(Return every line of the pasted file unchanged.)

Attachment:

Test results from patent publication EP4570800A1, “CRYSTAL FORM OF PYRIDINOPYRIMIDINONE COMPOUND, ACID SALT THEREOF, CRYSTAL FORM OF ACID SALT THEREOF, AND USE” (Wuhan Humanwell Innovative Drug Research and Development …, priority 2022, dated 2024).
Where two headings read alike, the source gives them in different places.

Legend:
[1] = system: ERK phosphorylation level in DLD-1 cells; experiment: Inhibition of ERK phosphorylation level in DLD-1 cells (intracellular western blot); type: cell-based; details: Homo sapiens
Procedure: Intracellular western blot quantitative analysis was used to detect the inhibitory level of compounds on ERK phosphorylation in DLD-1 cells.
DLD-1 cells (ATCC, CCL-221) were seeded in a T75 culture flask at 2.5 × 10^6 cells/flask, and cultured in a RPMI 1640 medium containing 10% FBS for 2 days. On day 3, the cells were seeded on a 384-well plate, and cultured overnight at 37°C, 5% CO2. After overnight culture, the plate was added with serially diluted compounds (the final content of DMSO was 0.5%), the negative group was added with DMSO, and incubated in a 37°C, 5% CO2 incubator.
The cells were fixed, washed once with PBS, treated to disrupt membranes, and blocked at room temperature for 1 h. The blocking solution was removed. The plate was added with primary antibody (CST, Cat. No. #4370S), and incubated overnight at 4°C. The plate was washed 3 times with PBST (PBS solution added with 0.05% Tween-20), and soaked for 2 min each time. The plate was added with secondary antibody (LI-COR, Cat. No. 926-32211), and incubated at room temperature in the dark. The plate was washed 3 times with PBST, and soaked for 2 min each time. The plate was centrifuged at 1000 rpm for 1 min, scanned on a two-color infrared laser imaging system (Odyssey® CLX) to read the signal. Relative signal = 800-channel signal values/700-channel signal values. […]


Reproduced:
Test results from patent publication EP4570800A1, “CRYSTAL FORM OF PYRIDINOPYRIMIDINONE COMPOUND, ACID SALT THEREOF, CRYSTAL FORM OF ACID SALT THEREOF, AND USE” (Wuhan Humanwell Innovative Drug Research and Development …, priority 2022, dated 2024).
Where two headings read alike, the source gives them in different places.

Legend:
[1] = system: ERK phosphorylation level in DLD-1 cells; experiment: Inhibition of ERK phosphorylation level in DLD-1 cells (intracellular western blot); type: cell-based; details: Homo sapiens
Procedure: Intracellular western blot quantitative analysis was used to detect the inhibitory level of compounds on ERK phosphorylation in DLD-1 cells.
DLD-1 cells (ATCC, CCL-221) were seeded in a T75 culture flask at 2.5 × 10^6 cells/flask, and cultured in a RPMI 1640 medium containing 10% FBS for 2 days. On day 3, the cells were seeded on a 384-well plate, and cultured overnight at 37°C, 5% CO2. After overnight culture, the plate was added with serially diluted compounds (the final content of DMSO was 0.5%), the negative group was added with DMSO, and incubated in a 37°C, 5% CO2 incubator.
The cells were fixed, washed once with PBS, treated to disrupt membranes, and blocked at room temperature for 1 h. The blocking solution was removed. The plate was added with primary antibody (CST, Cat. No. #4370S), and incubated overnight at 4°C. The plate was washed 3 times with PBST (PBS solution added with 0.05% Tween-20), and soaked for 2 min each time. The plate was added with secondary antibody (LI-COR, Cat. No. 926-32211), and incubated at room temperature in the dark. The plate was washed 3 times with PBST, and soaked for 2 min each time. The plate was centrifuged at 1000 rpm for 1 min, scanned on a two-color infrared laser imaging system (Odyssey® CLX) to read the signal. Relative signal = 800-channel signal values/700-channel signal values. […]